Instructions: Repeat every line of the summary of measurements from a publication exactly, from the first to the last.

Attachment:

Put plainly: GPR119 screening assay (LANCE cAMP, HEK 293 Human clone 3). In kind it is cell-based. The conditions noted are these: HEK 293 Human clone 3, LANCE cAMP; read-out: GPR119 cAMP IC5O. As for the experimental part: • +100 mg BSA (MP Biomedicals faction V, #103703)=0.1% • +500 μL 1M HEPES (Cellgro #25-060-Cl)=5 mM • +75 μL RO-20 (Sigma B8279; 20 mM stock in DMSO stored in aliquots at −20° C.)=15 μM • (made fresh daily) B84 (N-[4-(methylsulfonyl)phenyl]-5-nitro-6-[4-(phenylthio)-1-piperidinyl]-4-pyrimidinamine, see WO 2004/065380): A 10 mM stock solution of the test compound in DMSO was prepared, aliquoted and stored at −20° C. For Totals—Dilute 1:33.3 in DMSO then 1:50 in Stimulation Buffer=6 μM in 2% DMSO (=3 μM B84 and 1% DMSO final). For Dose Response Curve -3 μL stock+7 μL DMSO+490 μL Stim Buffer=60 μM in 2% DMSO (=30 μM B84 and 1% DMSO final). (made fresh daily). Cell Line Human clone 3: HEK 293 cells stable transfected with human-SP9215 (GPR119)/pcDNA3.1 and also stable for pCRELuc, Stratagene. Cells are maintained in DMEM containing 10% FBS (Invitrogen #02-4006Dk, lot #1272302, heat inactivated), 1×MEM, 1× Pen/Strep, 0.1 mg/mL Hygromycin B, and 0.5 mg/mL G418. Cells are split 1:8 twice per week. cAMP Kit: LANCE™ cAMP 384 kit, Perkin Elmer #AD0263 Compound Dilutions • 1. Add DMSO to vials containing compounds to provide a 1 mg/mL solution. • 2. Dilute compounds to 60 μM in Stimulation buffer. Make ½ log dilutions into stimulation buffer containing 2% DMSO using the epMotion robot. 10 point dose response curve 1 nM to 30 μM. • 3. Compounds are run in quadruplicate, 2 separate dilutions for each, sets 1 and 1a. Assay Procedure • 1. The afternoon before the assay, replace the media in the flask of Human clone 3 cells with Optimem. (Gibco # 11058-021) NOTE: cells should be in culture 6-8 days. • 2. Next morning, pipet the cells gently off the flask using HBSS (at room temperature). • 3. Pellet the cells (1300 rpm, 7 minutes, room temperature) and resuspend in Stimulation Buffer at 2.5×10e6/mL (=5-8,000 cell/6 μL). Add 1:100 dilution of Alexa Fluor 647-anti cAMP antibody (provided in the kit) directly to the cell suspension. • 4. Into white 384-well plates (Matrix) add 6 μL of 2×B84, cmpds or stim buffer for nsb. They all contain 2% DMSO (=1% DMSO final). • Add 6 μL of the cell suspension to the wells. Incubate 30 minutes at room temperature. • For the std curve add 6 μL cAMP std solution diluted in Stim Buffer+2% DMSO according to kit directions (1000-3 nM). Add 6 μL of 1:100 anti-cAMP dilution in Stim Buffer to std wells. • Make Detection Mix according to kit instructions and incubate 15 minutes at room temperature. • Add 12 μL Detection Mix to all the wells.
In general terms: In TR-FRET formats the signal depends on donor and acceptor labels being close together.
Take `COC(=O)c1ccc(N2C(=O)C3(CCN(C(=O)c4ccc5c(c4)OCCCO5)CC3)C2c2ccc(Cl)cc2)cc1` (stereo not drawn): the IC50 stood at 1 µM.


Put plainly: GPR119 screening assay (LANCE cAMP, HEK 293 Human clone 3). In kind it is cell-based. The conditions noted are these: HEK 293 Human clone 3, LANCE cAMP; read-out: GPR119 cAMP IC5O. As for the experimental part: • +100 mg BSA (MP Biomedicals faction V, #103703)=0.1% • +500 μL 1M HEPES (Cellgro #25-060-Cl)=5 mM • +75 μL RO-20 (Sigma B8279; 20 mM stock in DMSO stored in aliquots at −20° C.)=15 μM • (made fresh daily) B84 (N-[4-(methylsulfonyl)phenyl]-5-nitro-6-[4-(phenylthio)-1-piperidinyl]-4-pyrimidinamine, see WO 2004/065380): A 10 mM stock solution of the test compound in DMSO was prepared, aliquoted and stored at −20° C. For Totals—Dilute 1:33.3 in DMSO then 1:50 in Stimulation Buffer=6 μM in 2% DMSO (=3 μM B84 and 1% DMSO final). For Dose Response Curve -3 μL stock+7 μL DMSO+490 μL Stim Buffer=60 μM in 2% DMSO (=30 μM B84 and 1% DMSO final). (made fresh daily). Cell Line Human clone 3: HEK 293 cells stable transfected with human-SP9215 (GPR119)/pcDNA3.1 and also stable for pCRELuc, Stratagene. Cells are maintained in DMEM containing 10% FBS (Invitrogen #02-4006Dk, lot #1272302, heat inactivated), 1×MEM, 1× Pen/Strep, 0.1 mg/mL Hygromycin B, and 0.5 mg/mL G418. Cells are split 1:8 twice per week. cAMP Kit: LANCE™ cAMP 384 kit, Perkin Elmer #AD0263 Compound Dilutions • 1. Add DMSO to vials containing compounds to provide a 1 mg/mL solution. • 2. Dilute compounds to 60 μM in Stimulation buffer. Make ½ log dilutions into stimulation buffer containing 2% DMSO using the epMotion robot. 10 point dose response curve 1 nM to 30 μM. • 3. Compounds are run in quadruplicate, 2 separate dilutions for each, sets 1 and 1a. Assay Procedure • 1. The afternoon before the assay, replace the media in the flask of Human clone 3 cells with Optimem. (Gibco # 11058-021) NOTE: cells should be in culture 6-8 days. • 2. Next morning, pipet the cells gently off the flask using HBSS (at room temperature). • 3. Pellet the cells (1300 rpm, 7 minutes, room temperature) and resuspend in Stimulation Buffer at 2.5×10e6/mL (=5-8,000 cell/6 μL). Add 1:100 dilution of Alexa Fluor 647-anti cAMP antibody (provided in the kit) directly to the cell suspension. • 4. Into white 384-well plates (Matrix) add 6 μL of 2×B84, cmpds or stim buffer for nsb. They all contain 2% DMSO (=1% DMSO final). • Add 6 μL of the cell suspension to the wells. Incubate 30 minutes at room temperature. • For the std curve add 6 μL cAMP std solution diluted in Stim Buffer+2% DMSO according to kit directions (1000-3 nM). Add 6 μL of 1:100 anti-cAMP dilution in Stim Buffer to std wells. • Make Detection Mix according to kit instructions and incubate 15 minutes at room temperature. • Add 12 μL Detection Mix to all the wells.
In general terms: In TR-FRET formats the signal depends on donor and acceptor labels being close together.
Take `COC(=O)c1ccc(N2C(=O)C3(CCN(C(=O)c4ccc5c(c4)OCCCO5)CC3)C2c2ccc(Cl)cc2)cc1` (stereo not drawn): the IC50 stood at 1 µM.